Employers must first communicate “remote” to candidates at every stage of the recruiting process beginning with its online presence. Employers should have a dedicated web page on its website highlighting their remote-friendly culture with links to remote open positions. A particularly powerful tool is to provide real-life stories from current remote employees sharing their journey with the company and how the company has provided the necessary resources to support their remote work. Stories shouldn’t be limited to parents choosing remote work to help balance work and family demands. Everyone has a life outside the office so stories should represent a wide range of employees and their experiences. Include the single, remote PT employee who also works as a personal trainer in the afternoons, the employee dedicated to animal welfare with two rescued dogs at home and the employee caring for an aging parent who lives in his home. Potential candidates want to see a company engaging in forward-thinking, employee-friendly practices like supporting flexible work arrangements. What better way to showcase this than having an employee share his or her story over the company’s social media channels. Potential candidates may see themselves in these stories, making the company appealing to them.
Potential remote candidates want to know the remote culture is real which starts from the top down in an organization. Corporate leadership must implement policies and processes that demonstrate a genuine commitment to remote employees. Where possible, policies and procedures for remote and onsite employees should mirror each other. Benefits and perks should be the same as well. If onsite employees have access to a gym membership, remote employees should receive the same. Onsite employees usually have access to snacks, soft drinks and coffee. Remote employees may be given the option to receive monthly snack boxes or gift cards to a local coffee shop. The point is, all employees should feel welcomed, part of the team and connected whether onsite or working from a remote location.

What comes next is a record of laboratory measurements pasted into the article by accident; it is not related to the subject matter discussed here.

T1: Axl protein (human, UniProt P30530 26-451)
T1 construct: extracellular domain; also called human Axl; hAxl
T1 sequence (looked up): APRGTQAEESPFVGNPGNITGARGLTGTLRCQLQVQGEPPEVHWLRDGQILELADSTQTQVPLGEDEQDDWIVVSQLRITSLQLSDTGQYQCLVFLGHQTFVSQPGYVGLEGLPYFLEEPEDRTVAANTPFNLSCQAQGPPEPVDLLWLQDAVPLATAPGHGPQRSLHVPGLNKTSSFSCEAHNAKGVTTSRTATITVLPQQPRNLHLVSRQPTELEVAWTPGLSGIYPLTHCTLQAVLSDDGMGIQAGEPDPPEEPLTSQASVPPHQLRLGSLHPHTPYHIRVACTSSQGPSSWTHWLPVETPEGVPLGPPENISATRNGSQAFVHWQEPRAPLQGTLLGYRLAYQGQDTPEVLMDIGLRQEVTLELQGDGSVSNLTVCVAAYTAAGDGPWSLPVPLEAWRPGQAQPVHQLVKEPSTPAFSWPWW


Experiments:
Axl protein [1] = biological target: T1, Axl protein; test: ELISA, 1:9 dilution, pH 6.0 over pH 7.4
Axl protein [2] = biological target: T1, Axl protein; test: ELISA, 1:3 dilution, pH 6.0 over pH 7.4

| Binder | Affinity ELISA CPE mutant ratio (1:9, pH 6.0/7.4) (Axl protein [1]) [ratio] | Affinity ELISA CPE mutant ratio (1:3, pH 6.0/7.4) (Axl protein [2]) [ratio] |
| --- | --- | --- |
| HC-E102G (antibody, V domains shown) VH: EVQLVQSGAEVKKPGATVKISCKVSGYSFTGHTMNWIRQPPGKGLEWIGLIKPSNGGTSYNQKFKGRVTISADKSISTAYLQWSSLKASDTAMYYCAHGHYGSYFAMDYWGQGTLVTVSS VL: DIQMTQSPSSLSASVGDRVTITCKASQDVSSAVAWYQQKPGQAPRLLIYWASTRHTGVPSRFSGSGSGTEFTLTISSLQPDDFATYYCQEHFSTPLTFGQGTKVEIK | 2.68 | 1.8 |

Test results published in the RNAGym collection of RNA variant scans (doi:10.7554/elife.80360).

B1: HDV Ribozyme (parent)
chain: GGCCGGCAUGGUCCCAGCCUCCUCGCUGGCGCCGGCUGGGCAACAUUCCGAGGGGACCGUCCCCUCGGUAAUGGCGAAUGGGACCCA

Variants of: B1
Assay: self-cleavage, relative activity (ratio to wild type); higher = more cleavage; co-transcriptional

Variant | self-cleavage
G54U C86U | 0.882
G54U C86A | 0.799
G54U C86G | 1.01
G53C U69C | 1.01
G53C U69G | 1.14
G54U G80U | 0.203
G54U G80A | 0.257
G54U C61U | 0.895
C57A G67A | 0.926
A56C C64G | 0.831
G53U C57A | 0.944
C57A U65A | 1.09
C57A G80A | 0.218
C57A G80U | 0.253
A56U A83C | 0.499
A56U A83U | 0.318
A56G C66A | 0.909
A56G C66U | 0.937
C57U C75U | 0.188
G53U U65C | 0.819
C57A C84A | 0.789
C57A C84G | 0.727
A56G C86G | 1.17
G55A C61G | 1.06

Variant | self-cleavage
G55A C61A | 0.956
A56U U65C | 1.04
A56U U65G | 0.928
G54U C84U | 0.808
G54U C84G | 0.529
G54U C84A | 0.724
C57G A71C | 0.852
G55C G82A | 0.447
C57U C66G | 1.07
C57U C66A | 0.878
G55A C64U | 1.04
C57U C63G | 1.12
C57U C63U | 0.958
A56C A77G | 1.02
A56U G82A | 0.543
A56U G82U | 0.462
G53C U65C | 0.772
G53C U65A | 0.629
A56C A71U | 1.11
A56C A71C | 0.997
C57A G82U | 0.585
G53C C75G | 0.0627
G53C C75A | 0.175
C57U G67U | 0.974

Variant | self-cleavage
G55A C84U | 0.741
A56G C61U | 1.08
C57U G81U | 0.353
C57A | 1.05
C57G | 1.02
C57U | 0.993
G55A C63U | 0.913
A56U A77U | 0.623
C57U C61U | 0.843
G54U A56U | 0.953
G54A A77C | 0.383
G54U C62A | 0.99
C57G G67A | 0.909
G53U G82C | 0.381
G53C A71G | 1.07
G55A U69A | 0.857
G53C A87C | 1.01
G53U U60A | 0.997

Focus on Diversity and Inclusion
One of the lesser-discussed benefits of remote work is its effect on diversity hiring. More traditional recruiting strategies are limited to a particular geographical area for ease of commute and to avoid relocation expenses. Unfortunately, when the local talent pool isn’t very diverse, it creates a barrier for recruiters wanting to attract and hire underrepresented candidates. Remote work options can help to break down these barriers, allowing talent acquisition to cast a wider net. When not limited to a particular geographical area, companies can reach underrepresented talent in other locations, anywhere in the world. This diversity in hiring creates a workforce with different backgrounds, talents and experiences leading to a more robust and creative staff. If a recruiter knows that its company has historically struggled to find underrepresented candidates locally, the recruiter can identify areas in which that talent is plentiful and reach out to those candidates. This extends to many underrepresented groups including LGBTQ employees and those with disabilities.
Historically, LGBTQ employees have had to face daily struggles in the physical workplace not faced for their coworkers. A 2018 Human Rights Campaign report found one in five LGBTQ employees have had coworkers tell them or imply that they should dress in a more feminine or masculine manner (compared to one in 24 non-LGBTQ employees). Others feel pressure to hide their sexual orientation and/or gender identity from coworkers. Working remotely can alleviate many of these issues allowing LGBTQ employees the freedom to focus on their work product and not on how others perceive them or judge them by their looks or dress.
Disabled adults account for roughly one in four people in the U.S. For the 61 million adults with a disability, the workplace presents numerous physical challenges. Some may not be able to commute to an office, and others have difficulty navigating the workspace. For some, coworkers only see their disability making disabled adults feel different and excluded from valuable interpersonal working relationships. Remote work opens up a wide range of possibilities for those with disabilities and allows employers to tap into their talent pool where once it may not have been possible. Remote work also solves the sometimes complicated and costly issue of providing workplace accommodations for the disabled since most disabled adults already have the accommodations needed to navigate and work in their homes.
Your Recruiting Strategy Begins with Smart HR
The post-COVID business world is gearing up and heating up, and companies are already competing with each other to find and hire the best talent around the world. Traditional recruiting strategies will not cut in in this new environment. Employees’ expectations have changed, and the best companies will use remote working arrangements as one recruiting tool to appeal to employees and get them in the virtual door. Smart HR has been working with its clients to adapt their recruiting strategies to keep them on trend with the new marketplace. Smart HR can also help train managers to deal with unprecedented challenges of supervising a remote workforce such as conducting all-inclusive meetings with employees in different geographical locations and providing appropriate and timely feedback virtually. Smart HR recognizes one size does not fit all and prides itself on devising and implementing client-specific strategies. Call today.